Something/Anything that is as flexible and extensible as this, in ways you cannot always imagine, that is powerful. Kudos, Bravo one and all. At the same time it reminds me a little of the Google Waves goal, of not using silo-ized message stores like Email for collaborative work. And at the same time Waves wasn’t this open, connected to the open Web. I say that because the “chatter” accompanying the Preview URL. This is going to be interesting to say the least.
Originally posted on Jon Udell:
I just wrote my first blog post for Hypothesis, the web annotation startup I joined recently. In the post I talk about how a specific feature of the annotator — its ability to sync annotations across local and/or web-based copies of the same file — illustrates a general approach to working with copies of resources that may live in many places and answer to many names.
When I finished drafting the post I pinged Dan Whaley, founder of Hypothesis, to review it. Here’s the IRC chat transcript:
Jon: https://hypothes.is/?p=3705&preview=true Dan: I'm annotating! Jon: The preview URL? Dan: :-)
I was a bit surprised. The preview URL was password-protected but annotations against it would not be, they’d show up in the public annotation stream. But hey, I’m all about transparency when appropriate, so bring it!
Over the next few minutes we traded annotations and I tweaked the post. Here’s a…
View original 341 more words
I have a stake in this story as I have had to install and manage a number of security cameras as lecture capture cameras. I have all these same concerns myself even though technically it’s not security video but on request lectures being video captured during a class.
Originally posted on StorageSwiss.com - The Home of Storage Switzerland:
IT professionals are simultaneously being pulled in multiple directions. For most, data center management is more like triage than a well-engineered series of processes. As a result, IT managers and CIOs are very careful about which projects they “own”, which ones they advise on, and which ones they ignore. One project that is sure to cross the IT desk is storing and maintaining video surveillance data. While it may not be on the top of their list, IT could provide tremendous value to the organization if they were to own this particular project.
Technology is revolutionizing video surveillance, overwhelming the existing infrastructure and expanding its use far beyond the original security purpose. High-resolution cameras are just one example of this technology advancement. Thanks to wireless connectivity and low cost, they can be easily deployed in large numbers. The problem is that the video they capture can be transferred…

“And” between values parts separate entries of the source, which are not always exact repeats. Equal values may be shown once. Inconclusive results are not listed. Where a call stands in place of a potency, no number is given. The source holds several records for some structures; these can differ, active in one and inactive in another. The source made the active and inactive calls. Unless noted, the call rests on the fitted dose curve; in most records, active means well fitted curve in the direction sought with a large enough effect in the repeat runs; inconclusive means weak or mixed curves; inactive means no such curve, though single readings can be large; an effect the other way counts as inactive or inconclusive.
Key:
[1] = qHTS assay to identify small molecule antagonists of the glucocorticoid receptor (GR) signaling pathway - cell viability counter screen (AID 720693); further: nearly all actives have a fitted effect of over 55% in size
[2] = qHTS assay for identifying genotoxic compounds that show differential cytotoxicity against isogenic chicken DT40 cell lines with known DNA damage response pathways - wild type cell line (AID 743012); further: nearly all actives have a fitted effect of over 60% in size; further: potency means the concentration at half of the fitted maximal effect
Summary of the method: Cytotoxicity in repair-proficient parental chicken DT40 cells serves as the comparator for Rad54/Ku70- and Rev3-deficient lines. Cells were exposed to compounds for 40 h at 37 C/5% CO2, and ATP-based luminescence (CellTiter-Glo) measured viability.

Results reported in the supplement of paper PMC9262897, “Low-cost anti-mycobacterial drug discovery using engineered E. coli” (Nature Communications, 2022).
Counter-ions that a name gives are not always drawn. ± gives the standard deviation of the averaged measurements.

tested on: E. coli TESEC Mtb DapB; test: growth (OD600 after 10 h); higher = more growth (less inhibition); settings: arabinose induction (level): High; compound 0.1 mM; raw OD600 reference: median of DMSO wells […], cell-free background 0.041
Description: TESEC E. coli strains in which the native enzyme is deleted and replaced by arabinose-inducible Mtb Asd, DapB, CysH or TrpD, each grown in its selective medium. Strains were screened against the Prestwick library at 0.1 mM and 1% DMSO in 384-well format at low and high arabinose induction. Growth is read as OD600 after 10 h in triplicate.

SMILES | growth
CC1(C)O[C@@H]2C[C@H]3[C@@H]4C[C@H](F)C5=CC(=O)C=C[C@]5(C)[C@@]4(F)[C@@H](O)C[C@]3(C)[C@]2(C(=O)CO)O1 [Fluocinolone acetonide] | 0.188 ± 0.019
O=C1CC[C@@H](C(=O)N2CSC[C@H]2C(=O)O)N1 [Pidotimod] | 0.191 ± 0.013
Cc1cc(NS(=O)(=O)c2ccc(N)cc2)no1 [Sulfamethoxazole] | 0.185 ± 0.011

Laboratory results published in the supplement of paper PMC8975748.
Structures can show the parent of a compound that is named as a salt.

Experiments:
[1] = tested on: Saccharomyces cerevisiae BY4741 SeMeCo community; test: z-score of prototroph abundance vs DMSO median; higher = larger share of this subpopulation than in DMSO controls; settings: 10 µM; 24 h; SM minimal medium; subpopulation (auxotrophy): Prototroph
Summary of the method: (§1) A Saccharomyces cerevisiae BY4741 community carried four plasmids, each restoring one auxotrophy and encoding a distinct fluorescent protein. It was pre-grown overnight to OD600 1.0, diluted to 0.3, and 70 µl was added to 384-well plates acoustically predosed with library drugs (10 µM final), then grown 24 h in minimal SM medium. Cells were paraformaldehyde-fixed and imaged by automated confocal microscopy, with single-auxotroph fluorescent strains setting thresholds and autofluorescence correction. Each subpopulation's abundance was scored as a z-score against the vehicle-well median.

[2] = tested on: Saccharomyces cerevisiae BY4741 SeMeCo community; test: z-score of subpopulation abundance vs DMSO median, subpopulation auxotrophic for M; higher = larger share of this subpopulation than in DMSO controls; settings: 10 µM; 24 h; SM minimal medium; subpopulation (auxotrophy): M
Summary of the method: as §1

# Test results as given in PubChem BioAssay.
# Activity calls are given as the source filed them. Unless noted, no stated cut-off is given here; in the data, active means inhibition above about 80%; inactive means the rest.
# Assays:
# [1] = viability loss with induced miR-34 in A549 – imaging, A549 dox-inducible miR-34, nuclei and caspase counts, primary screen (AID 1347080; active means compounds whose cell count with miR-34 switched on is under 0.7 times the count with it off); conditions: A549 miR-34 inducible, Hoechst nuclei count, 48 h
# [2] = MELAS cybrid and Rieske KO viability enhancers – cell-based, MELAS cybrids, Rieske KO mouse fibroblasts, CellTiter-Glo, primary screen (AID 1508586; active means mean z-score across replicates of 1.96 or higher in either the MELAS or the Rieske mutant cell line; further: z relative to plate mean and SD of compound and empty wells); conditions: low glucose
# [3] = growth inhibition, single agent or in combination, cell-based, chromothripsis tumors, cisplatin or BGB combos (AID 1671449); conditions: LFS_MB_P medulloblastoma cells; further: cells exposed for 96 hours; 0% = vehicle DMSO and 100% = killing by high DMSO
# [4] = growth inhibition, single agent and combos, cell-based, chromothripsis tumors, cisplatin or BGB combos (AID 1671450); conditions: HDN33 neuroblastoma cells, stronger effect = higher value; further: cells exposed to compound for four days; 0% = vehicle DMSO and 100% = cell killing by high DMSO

View original 1,107 more words
Being a fan of pizza and a loyal adherent to America’s Test Kitchen, I will be curious to read up more on this article. Always look for some tips and tricks that will cost my game a bit.
Originally posted on Consumerist:
(Flyinace2000) You’ve got all your favorite toppings assembled, the cheese is waiting to be melted and the dough is ready to go. But no matter what you do, making pizza at home can be disappointing when compared to the pies served up at restaurants. It seems so simple — so why do homemade efforts often fall so short of expectations?
Because pizza is a delicious concoction of unrivaled tastiness that sprung fully-formed from the forehead of Zeus, we wanted to get to the bottom of the difficulties facing home chefs trying to recreate restaurant pizza at home.
To do so, we went straight to the pizza pros, who say it all comes down to three basic elements of the process: Equipment, which gives restaurants a distinct advantage; the dough and ingredients both for the dough and the pizza’s toppings, which are things that everyday folks can do just…
View original 1,771 more words
Kembrew McCleod on Blondie’s album Parallel Lines.
Originally posted on 333sound:
Today, we’re happy to bring you a Q&A with Kembrew McLeod, who will be writing the upcoming 33 1/3 on Blondie’s Parallel Lines !
I’m a writer, documentary filmmaker, university professor, media prankster, spazz dancer, children’s music producer, and all around man of many hats. I began writing about music over two decades ago in old-school paper ’zines, and then made the transition in 1995 to online music writing in outlets like Addicted To Noise, SonicNet, and MTV.com. It was a new frontier, and I distinctly remember having to explain to label publicists what the Interweb was. Since then, I have published five books on popular music, copyright law, and—most recently—pranks. My writing has also has appeared in the New York Times, Los Angeles Times, Village Voice, Slate, Salon, SPIN and Rolling Stone. Additionally, I’ve…
View original 1,111 more words